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Anna Franceschini, Gustavo Torres, Pablo Accinelli

YOU MUST TRUST US!

curated by Bernardo de Souza

June 09 — July 09, 2016

View of the exhibition 'YOU MUST TRUST US!', 2016
Duracción Interna, 2016
Duracción Interna, 2016
View of the exhibition 'YOU MUST TRUST US!', 2016
Duracción Interna, duracción externa, 2016
Duracción Interna, duracción externa, 2016
View of the exhibition 'YOU MUST TRUST US!', 2016
Duracción Interna, 2016
View of the exhibition 'YOU MUST TRUST US!', 2016
30, 2012
View of the exhibition 'YOU MUST TRUST US!', 2016
Before They Break, Before They Die, They Fly!, 2014
Before They Break, Before They Die, They Fly!, 2014
Disco contendo o som de sua própria gravação, 2014
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Carrello, 2012

Anna Franceschinni

Carrello, 2012

16mm film transferred to digital, colored, sound
32'03 "

Before They Break, Before They Die, They Fly!, 2014

Anna Franceschinni

Before They Break, Before They Die, They Fly!, 2014

16mm film transferred to HD video, colorful, mute
5 '40' '

Splendid’s, 2015

Anna Franceschinni

Splendid’s, 2015

16mm film transferred to HD video, color, mute 2'36''

Duracción Interna, 2016

Pablo Accinelli

Duracción Interna, 2016

glass, graphite and water
22 × 37 × 48 cm

Duracción Interna, duracción externa ,2016

Duracción Interna, duracción externa ,2016

pen and pencil on paper
38 × 48 cm

Duracción Interna, 2016

Pablo Accinelli

Duracción Interna, 2016

wooden stick and card
variable dimensions

30, 2012

Gustavo Torres

30, 2012

thirty latex gloves
4 × 25 × 18 cm

Disco contendo o som de sua própria gravação, 2014

Gustavo Torres

Disco contendo o som de sua própria gravação, 2014

vinyl disc
90 × 55 cm

Extensão (#3), 2014

Gustavo Torres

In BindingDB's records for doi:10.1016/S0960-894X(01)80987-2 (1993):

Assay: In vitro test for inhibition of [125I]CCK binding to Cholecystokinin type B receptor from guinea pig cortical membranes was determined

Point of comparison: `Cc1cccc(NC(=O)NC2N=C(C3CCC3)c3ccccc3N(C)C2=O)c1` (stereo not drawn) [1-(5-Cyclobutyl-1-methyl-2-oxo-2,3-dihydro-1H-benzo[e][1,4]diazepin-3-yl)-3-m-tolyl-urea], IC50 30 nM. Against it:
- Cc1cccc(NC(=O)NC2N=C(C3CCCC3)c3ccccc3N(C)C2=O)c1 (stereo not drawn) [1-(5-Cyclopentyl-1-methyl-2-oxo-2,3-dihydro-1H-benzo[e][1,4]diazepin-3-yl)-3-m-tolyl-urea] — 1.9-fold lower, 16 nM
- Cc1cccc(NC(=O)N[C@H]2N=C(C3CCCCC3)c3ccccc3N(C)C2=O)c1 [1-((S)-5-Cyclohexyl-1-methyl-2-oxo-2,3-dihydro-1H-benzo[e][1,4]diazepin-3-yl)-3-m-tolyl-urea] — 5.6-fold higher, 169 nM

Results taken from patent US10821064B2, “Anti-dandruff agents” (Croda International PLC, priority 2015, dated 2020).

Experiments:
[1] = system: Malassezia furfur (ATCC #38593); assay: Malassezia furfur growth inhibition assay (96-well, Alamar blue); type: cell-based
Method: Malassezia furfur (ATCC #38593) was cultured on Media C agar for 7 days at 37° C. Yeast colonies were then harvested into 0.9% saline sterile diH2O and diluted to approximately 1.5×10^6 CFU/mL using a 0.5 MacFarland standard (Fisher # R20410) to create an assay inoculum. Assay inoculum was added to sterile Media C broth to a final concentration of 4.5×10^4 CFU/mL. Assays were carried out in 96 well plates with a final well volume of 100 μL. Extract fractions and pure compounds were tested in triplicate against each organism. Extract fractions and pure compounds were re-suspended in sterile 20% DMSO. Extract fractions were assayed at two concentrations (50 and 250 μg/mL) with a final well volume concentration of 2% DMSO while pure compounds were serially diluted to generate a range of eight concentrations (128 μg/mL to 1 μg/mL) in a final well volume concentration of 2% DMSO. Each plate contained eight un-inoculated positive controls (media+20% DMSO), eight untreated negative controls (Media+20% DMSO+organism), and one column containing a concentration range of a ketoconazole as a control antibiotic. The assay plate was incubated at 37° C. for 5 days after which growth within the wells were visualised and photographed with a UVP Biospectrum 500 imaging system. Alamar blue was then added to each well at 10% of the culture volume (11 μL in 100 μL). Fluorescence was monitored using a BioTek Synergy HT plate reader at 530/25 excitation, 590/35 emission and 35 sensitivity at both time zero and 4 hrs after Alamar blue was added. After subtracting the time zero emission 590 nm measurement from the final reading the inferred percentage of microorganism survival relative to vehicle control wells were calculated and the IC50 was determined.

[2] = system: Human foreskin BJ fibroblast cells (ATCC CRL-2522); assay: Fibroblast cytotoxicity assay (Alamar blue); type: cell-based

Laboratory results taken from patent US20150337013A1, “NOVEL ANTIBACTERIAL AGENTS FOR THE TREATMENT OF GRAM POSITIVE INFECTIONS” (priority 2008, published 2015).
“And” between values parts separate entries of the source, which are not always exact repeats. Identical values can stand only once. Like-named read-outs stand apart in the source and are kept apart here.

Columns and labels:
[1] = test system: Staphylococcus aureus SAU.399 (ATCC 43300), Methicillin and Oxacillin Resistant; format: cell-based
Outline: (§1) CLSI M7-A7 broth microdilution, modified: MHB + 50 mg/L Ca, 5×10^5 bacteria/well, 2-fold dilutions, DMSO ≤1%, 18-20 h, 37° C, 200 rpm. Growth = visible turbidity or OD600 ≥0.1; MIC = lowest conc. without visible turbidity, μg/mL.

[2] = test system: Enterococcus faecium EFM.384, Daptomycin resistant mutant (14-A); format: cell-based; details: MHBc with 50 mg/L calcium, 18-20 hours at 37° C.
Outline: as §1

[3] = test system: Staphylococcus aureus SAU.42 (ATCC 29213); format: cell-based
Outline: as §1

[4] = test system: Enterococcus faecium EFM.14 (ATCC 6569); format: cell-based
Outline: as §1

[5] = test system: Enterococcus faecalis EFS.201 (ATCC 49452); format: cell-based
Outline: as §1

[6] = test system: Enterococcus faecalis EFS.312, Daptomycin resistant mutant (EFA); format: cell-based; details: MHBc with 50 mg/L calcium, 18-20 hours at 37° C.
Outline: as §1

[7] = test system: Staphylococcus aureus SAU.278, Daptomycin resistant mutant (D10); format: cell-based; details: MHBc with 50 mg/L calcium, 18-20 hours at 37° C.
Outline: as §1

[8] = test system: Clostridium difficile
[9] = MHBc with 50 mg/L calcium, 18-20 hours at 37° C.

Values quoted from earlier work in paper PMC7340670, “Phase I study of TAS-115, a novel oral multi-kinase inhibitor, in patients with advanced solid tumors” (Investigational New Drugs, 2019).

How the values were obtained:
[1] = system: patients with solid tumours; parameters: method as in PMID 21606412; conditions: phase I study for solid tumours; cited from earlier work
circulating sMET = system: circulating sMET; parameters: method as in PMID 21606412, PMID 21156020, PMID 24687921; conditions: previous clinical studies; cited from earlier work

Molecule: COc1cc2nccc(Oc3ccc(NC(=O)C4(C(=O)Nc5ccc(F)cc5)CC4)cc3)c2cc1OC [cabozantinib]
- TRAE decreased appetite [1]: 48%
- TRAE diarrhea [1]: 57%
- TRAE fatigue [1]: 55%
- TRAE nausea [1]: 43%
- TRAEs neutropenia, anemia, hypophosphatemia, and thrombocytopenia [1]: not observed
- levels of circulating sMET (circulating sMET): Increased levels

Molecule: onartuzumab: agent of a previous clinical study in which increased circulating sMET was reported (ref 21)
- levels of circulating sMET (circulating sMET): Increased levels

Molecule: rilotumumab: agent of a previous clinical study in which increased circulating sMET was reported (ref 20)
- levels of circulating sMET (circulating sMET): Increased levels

Extensão (#3), 2014

electric wire and plug
variable measures

Bernardo José de Souza

 

Inside my modernist capsule, from where I catch sight of the sea, I live together with a very limited number of objects and devices whose functions I know in detail – since they are essential to me -, although I may not even suspect the stories and the past that are hidden under a seeming muteness and austerity – but it is worth noting that it is only apparent. There is something mysterious, even terrifying I would say, in the lives of these domestic creatures that we surround ourselves with on all sides, and that seem to give meaning and purpose to our daily routines and missteps, but also to our most remote and shameful memories. A degree of umbilical intimacy binds man to these inanimate beings, endowed with a secret soul that we attribute to them a bit out of pride and a bit out of our own desires, and partly due to the familiarity of their painful and stable presence in our life. Here and there we discard them without any pity, even with deep regret, reproducing the emotional dynamics that we adopt in relationships with friends, lovers, family or coworkers.

However, the objects seem invested by memory, carrying within them a substance similar to that which makes us human; they are receptacles of our desires, rages, anxieties, distresses and urgencies, custodians of a greater faith – although they rarely correspond to our animistic aspirations. In certain moments, I come to believe they turn into our most vindictive tormentors.

***